PC Specialist Apollo Q6600GT review

Price when reviewed

Although a £1,000 PC is by no means high-end, it isn’t unreasonable to expect great performance and peripherals to match. And that’s exactly what you get with the PC Specialist Apollo Q6600GT: a powerful and well-built machine with good gaming potential, but one that doesn’t stray into four-figure territory.

PC Specialist Apollo Q6600GT review

It’s made possible by Intel’s 2.4GHz Core 2 Quad Q6600, the cheapest in the quad-core range, which offers a great combination of performance-per-pound.

As you’d expect of a PC with gaming pretensions, the Apollo Q6600GT is brash and bold, but the design is cleaner than many consumer PCs we’ve seen, with no garish details or fake carbon fibre panels. It’s a good, solid case, too – the hefty door adorned with blue LEDs might seem over the top at first, but at over a centimetre thick it helps to mask the whine from the internal fans.

Its large dimensions also mean there’s plenty of room for expansion inside. The chassis has space for another three optical drives and two hard disks, although there are only two spare SATA slots and a single spare IDE port. At least the 600W power supply won’t struggle when asked to power additional drives. The motherboard supports four RAM modules, although only two are occupied by the generous 4GB of RAM, and an eSATA port on the rear makes adding an external drive for backup or storage duties easy.

As well as all this, there are nine USB ports, which will accommodate all but the largest peripheral collections. Four are on the rear panel, four on the front edge of the case and one is hidden behind the hinged front door. A memory card reader is located behind the door, too, which supports the six most popular memory card formats, and above this is an LG LightScribe DVD writer.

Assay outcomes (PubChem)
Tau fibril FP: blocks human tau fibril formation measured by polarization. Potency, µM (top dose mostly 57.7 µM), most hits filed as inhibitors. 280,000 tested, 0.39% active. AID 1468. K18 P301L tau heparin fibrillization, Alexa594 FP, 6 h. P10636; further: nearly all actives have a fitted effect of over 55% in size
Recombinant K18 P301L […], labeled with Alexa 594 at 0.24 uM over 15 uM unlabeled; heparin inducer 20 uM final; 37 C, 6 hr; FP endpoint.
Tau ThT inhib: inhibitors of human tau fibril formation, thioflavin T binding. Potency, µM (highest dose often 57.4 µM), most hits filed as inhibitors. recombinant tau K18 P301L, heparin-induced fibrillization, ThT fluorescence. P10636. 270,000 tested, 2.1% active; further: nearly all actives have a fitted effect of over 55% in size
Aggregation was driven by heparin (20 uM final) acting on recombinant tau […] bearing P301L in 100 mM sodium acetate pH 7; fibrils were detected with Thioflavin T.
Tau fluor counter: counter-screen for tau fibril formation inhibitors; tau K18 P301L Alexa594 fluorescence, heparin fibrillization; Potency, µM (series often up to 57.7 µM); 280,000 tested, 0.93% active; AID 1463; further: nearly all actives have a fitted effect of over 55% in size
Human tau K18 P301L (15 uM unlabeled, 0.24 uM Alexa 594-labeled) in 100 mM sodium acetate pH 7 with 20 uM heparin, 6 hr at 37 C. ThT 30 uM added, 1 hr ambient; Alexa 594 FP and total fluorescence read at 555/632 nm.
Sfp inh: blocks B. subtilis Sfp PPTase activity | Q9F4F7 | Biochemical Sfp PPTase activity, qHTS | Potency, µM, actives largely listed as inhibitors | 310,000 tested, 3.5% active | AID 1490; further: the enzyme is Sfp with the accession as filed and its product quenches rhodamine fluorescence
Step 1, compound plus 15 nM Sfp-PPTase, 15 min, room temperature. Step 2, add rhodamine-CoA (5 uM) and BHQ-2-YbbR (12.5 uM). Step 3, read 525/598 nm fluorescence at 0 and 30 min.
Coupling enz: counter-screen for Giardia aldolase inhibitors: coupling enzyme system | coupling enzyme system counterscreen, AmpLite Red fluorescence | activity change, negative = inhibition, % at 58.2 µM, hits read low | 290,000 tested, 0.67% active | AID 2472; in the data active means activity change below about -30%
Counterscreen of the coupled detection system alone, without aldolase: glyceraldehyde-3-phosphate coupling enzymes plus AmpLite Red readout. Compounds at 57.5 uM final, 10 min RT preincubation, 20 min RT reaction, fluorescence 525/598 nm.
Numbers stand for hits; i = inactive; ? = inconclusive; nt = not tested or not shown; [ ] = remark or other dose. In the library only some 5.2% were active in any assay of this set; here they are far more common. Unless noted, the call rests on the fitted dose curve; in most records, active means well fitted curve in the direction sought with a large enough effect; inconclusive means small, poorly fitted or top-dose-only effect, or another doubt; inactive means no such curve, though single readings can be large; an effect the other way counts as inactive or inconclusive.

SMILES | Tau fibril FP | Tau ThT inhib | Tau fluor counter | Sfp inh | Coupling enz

The PC ships with a dual TV tuner card, although the Apollo isn’t predominantly designed as a media-centre computer. There’s no HDMI output or HD drive, for example, although the 22in LG Flatron L226WTQ monitor provides enough resolution and size to show HD video. In common with most of the LG monitors we’ve seen recently, the quality is impressive, too.

The monitor can run in several modes, including a movie mode that boosts contrast. This makes black look very black, perfect for watching movies and playing games, but the Vista desktop suffered. Tweaking the settings manually provided a happy medium for all uses.

Audio output is also well catered for, with S/PDIF out and a set of solid all-round Creative T6100 5.1 surround speakers.

Most importantly, however, the quality of the case and peripherals is backed up by good performance. Thanks to 4GB of RAM and that Q6600 processor, the PC Specialist scored an impressive 1.45 in our 2D benchmarks. This may fall 0.05 behind our previously A-Listed sub-£1,000 PC, the Mesh Tempest Quad Pro (web ID: 137316), but the difference is negligible.

it_photo_5458The difference between the two in our 3D tests was much larger, with the Mesh’s Nvidia GeForce 8800 GTS unable to compete with the PC Specialist’s more powerful 8800 GT. Running Call of Duty 2 at its highest settings, the Mesh managed a highly playable 36fps, but the PC Specialist trounced it with 67fps. Running our more demanding Crysis benchmark at 1,280 x 1,024 saw 47fps on medium settings and 30 on high. Only on very high settings did this drop to unplayable levels.

As a gaming PC, the Apollo Q6600GT’s performance figures make it hard to ignore at this price. Combined with a solid core specification and a decent array of extras, it’s enough to earn this PC a coveted spot on our A List.

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